Tag: Federation of Small Businesses

An SME’s guide to mitigating infection in the workplace

As an SME, we’ve been eager to find information on managing the risks to our employees’ health. Luckily, there are a number of resources available to small businesses who have already re-opened or are set to reopen in the coming weeks. 

Some of the resources we found most useful can be found on the Department of Business, Energy and Industrial Strategy and Federation of Small Businesses’ websites, including downloadable risk-management checklists, accessible legal guidance and up-to-date reporting on government policy. 

Much of the guidance focusses on changes to work-flow or organisation. For example, maintaining social distancing is an essential requirement for any business operating in the near-future, so you might consider bright floor-markers which guide your employees through their procedures whilst ensuring they are two metres apart. Similarly, the cleaning of surfaces will have to occur more frequently, prompting suggestions to reduce working hours in order to maintain this necessarily high standard of cleanliness. 

In addition to these sorts of changes, improvements in personal hygiene practices while at work will also be required. Instituting protocols such as frequent hand-washing (especially in workplaces which will be serving customers in person), the tying up of long hair and, where possible, a strict separation of work materials between employees, i.e. distributing digital copies of documents instead of sharing physical ones, attempting not to share pens, keyboards, mugs, chairs, etc. A determining factor in the efficacy of these measures appears to be generalising the use of PPE within your workplace. 

One of the most important aspects of new workplace practice is the protocol for determining and reacting to the infection of an employee. Yet, this is a discussion missing from many of the available guides and checklists.

At Lab Solutions, we had an idea. If small businesses had some convenient means to detect infection, they might be able to respond quickly enough to prevent further contamination. That’s why we’re offering Return2Work, a COVID-19 response kit which includes surgical gloves, masks, an external thermometer and a quick blood-test. 

Alongside all the other preventative measures that have been outlined so far, Return2Work’s external thermometer in particular might be a helpful addition to your new health and safety procedures. For example, by monitoring the temperatures of employees as they enter work at the beginning of the day and leave at the end, you can stay abreast of any stark increases. These measurements will then indicate whether someone needs to use Return2Work’s quick blood-test, which will confirm whether the temperature increase is a result of COVID-19. 

Staying aware in this way gives you the freedom to be versatile in your health and safety procedures, tightening or loosening your protocols depending on the results of tests. This versatility is possible because Return2Work gives you both greater power to prevent and respond to infection.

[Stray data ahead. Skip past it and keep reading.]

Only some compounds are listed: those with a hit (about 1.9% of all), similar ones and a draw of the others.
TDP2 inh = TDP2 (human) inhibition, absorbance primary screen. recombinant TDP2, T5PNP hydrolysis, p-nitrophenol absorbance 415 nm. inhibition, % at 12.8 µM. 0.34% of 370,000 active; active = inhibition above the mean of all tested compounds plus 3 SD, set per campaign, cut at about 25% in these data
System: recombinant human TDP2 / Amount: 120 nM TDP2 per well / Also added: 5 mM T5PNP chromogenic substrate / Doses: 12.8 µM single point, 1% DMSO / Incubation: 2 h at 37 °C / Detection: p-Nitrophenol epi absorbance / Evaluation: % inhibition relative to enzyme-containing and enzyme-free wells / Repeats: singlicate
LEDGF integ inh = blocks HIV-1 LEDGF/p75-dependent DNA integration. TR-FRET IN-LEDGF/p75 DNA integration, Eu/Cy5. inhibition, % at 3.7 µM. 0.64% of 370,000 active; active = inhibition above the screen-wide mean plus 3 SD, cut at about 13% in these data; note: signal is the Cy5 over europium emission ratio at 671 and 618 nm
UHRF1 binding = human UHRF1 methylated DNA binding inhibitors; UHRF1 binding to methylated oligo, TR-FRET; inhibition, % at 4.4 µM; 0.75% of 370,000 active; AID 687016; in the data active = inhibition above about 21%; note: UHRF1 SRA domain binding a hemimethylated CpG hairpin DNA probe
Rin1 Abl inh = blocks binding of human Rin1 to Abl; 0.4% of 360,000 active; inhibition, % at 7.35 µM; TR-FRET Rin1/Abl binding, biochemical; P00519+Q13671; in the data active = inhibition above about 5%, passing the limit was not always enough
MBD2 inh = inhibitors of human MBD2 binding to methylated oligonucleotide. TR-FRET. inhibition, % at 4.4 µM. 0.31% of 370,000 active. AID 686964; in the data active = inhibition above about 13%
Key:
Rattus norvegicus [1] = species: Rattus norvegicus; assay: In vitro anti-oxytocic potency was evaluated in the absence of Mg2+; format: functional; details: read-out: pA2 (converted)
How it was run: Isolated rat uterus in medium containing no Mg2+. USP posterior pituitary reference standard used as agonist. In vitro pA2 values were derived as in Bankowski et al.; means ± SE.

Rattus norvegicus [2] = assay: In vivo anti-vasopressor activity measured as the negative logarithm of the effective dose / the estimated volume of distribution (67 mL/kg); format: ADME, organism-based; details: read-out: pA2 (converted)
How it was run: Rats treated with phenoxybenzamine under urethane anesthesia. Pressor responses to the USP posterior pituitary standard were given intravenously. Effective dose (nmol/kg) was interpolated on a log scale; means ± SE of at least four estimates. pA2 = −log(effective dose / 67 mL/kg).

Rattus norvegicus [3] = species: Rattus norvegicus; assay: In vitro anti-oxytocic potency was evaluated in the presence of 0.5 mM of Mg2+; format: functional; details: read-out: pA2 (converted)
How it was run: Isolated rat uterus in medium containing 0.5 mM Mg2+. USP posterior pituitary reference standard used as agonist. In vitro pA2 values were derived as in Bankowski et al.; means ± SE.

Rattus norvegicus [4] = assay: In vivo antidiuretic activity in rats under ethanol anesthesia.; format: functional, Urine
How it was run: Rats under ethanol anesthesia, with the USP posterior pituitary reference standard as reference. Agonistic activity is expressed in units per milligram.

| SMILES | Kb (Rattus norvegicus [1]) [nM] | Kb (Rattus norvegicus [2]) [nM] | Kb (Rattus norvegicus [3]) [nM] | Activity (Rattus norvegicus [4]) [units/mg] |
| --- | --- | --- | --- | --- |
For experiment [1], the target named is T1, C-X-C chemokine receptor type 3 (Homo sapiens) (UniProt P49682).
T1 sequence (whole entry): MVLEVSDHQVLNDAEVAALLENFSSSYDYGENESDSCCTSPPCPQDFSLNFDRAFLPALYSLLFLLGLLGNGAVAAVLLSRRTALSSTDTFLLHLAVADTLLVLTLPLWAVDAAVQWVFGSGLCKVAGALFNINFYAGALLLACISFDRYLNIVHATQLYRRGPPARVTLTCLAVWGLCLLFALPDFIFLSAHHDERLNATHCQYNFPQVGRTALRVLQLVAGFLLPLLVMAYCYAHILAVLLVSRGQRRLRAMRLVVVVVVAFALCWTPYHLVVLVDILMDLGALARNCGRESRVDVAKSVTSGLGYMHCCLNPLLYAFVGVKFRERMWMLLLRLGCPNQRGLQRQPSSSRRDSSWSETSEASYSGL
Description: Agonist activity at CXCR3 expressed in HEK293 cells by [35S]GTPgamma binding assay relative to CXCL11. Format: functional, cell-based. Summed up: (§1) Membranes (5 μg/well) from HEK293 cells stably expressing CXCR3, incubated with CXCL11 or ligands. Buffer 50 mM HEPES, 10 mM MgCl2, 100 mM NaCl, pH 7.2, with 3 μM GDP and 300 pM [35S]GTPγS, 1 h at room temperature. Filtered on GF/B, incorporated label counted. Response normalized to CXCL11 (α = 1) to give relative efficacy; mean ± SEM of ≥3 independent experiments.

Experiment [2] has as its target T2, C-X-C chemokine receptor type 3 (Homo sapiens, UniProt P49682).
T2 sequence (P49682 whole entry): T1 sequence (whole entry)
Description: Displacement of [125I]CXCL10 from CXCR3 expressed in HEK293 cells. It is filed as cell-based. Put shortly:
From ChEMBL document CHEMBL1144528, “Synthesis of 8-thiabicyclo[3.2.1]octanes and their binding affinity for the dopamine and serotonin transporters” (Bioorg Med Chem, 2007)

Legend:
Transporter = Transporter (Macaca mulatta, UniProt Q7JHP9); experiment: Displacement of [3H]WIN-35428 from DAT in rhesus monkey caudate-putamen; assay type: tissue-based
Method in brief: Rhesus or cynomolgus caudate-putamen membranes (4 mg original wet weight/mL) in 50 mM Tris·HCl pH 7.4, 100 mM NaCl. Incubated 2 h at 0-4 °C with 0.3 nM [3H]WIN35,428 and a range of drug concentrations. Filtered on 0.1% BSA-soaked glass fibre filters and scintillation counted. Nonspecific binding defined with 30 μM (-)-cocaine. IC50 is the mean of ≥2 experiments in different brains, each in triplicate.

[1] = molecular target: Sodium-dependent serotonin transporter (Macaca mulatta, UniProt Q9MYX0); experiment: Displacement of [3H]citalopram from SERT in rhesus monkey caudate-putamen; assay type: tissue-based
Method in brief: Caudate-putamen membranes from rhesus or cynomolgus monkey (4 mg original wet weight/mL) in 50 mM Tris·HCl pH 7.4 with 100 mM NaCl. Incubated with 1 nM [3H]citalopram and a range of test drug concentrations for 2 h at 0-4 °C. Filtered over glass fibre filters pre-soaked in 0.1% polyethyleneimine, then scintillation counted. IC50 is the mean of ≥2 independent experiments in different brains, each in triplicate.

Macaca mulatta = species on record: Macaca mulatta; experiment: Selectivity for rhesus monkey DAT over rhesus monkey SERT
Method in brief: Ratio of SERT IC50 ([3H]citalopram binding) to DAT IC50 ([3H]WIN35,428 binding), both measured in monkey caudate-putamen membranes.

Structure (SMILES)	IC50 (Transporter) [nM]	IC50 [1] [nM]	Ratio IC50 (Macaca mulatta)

If you feel that Return2Work might be useful for your business or would like further information, visit our website.

How can SMEs mitigate infection risks?

As the country prepares to return to work over the next few months, many small businesses are wary of the risks that doing so poses to their employees. At Lab Solutions, we’ve been eager to find some information on mitigating these risks. Luckily, we found a number of online resources that can provide you with both legal guidance and practical advice. 

The Department for Business, Energy and Industrial Strategy has released a number of downloadable guides for businesses in England, Wales, Scotland and Northern Ireland. These guides relate to a number of specific industries and workplaces. Depending on the nature and size of your business, then, you may have to use a few of these guides in combination. Different guidance is available for education and childcare as well as the transport industry.

Alongside specific guidance for different sectors, a more general checklist has been released. Of primary importance, the checklist states, is carrying out a COVID-19 risk assessment that meets the criteria of the Health and Safety Executive. The organisation has published these criteria alongside further information on generalising hygiene procedures, maintaining social distancing and other practices to ensure the safety of your workplace in this guide

In response to these guidelines, the Federation of Small Businesses has published its own advice to ensure that you have the resources to implement them in an even more diverse range of workplaces. For example, their health and safety checklist includes a discussion of customer safety which considers the possibilities for maintaining social distancing and minimising surface-transmission by altering the layout of your workplace, i.e. separating exit and entrance doors or shifting to a kiosk-style, semi-outdoor way of serving where possible. 

Similarly, the Federation’s Legal Hub – for which you’ll need an account with the organisation – provides free risk assessment templates as well as updates and guidance on the specifics of the law regarding business practices as it evolves over the coming months. Indeed, both the Department for Business, Energy and Industrial Strategy and the Federation of Small Businesses offer an invaluable service as news sources for companies at this time.

Using these guides and checklists, we have been able to adapt our business to this new economy without serious losses to productivity and the breadth of information available means that whatever your business, you can adapt, too. Why wait? 

For more information, visit our website.

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